I read that weed might be removed from Schedule I of the federal Controlled Substances Act (CSA). Is that bad for the Oregon scene?
NOT IN MY OPINION, but people disagree. The argument is that if weed were moved to Schedule II or III, big pharma would roll in and crush the little guys (that is, everyone who sells weed in the legit or gray market). But I think the little guys would be fine, just like today.
It is true that the Drug Enforcement Administration (DEA) has announced that it will consider rescheduling marijuana sometime this year. The agency even disclosed that it is sitting on a specific recommendation from the Food and Drug Administration (FDA) on this sexy topic, although the DEA won't disclose what that recommendation is. I cannot give you a good reason for that and I doubt the DEA could either.
A few seemingly credible sources report that weed will be shuttled from Schedule I to Schedule II as soon as August. As per most federal policy when it comes to weed, that would be dumb. Barriers to research for Schedule II drugs are slightly lower, but the move would seat marijuana in the same restrictive category as opium, morphine, and cocaine. Those are all drugs the DEA deems to have "a high potential for abuse." The DEA must not believe this is true with booze or tobacco, substances left to state regulation.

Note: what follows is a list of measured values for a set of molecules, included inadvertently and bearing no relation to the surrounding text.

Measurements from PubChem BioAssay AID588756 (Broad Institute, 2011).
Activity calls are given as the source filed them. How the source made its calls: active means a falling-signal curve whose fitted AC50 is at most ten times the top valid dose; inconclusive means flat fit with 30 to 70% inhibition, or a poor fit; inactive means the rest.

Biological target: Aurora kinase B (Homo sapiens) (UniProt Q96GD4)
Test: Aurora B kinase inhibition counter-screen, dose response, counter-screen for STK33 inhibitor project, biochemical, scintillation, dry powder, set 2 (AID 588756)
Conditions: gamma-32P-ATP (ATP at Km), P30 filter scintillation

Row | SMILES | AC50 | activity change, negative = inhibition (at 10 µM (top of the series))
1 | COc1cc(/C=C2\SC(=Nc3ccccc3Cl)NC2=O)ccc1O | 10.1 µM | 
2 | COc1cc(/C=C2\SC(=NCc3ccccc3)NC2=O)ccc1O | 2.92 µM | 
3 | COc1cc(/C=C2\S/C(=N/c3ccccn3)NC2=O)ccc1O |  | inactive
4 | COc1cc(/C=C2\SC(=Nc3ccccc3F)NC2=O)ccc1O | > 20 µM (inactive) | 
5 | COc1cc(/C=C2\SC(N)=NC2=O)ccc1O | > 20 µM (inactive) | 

If pot were rescheduled, FDA-approved cannabis-based drugs may become available for prescription via medical doctors. That sounds like a big deal, but it's already happening somewhat anyway. Approved drugs like Epidiolex, Sativex, and Marinol are all derived from THC or synthetic versions. People who use weed casually or in a certain way for a certain condition seem unlikely to seek out a pharmaceutical scrip for something they can buy without one.
Ultimately, the legal authority for Oregon's pot programs is unrelated to the classification of marijuana on the controlled substances ladder. The federal CSA outlaws the manufacture, distribution, and sale of cannabis whether classified as Schedule I or II (or elsewhere) under the act. And if the federal government will tolerate a Schedule I substance being sold here and elsewhere in the face of federal prohibition, it would also tolerate the states politely ignoring a Schedule II restriction.
Public support for ending prohibition now polls over 60 percent nationally, and the days of comprehensive and meaningful CSA enforcement have passed. Even if certain cannabis drugs are developed by big pharma and dispensed at Rite Aid, your neighborhood shop will run on its parallel track, selling flower, edibles, topicals, extracts, and concentrates—just like today. A dual-track system for weed would be strange, but no stranger than our present system.